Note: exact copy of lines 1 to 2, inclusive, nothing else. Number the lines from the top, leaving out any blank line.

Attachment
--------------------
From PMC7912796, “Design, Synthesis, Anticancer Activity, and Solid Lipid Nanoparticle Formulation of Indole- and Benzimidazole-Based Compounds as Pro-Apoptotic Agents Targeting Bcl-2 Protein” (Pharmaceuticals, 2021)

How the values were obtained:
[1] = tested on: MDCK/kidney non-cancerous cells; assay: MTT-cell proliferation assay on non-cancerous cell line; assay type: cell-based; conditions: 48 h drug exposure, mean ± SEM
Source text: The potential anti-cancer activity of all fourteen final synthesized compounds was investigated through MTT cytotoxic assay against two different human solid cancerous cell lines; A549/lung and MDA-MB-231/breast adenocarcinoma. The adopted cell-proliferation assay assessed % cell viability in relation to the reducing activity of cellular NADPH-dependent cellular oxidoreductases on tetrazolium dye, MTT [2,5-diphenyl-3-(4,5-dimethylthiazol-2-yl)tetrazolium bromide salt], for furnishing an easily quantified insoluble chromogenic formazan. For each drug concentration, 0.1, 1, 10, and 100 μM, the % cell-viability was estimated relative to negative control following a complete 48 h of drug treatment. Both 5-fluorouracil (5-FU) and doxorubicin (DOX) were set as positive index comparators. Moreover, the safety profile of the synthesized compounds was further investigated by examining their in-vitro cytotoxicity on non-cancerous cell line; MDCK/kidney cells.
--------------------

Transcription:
From PMC7912796, “Design, Synthesis, Anticancer Activity, and Solid Lipid Nanoparticle Formulation of Indole- and Benzimidazole-Based Compounds as Pro-Apoptotic Agents Targeting Bcl-2 Protein” (Pharmaceuticals, 2021)

How the values were obtained: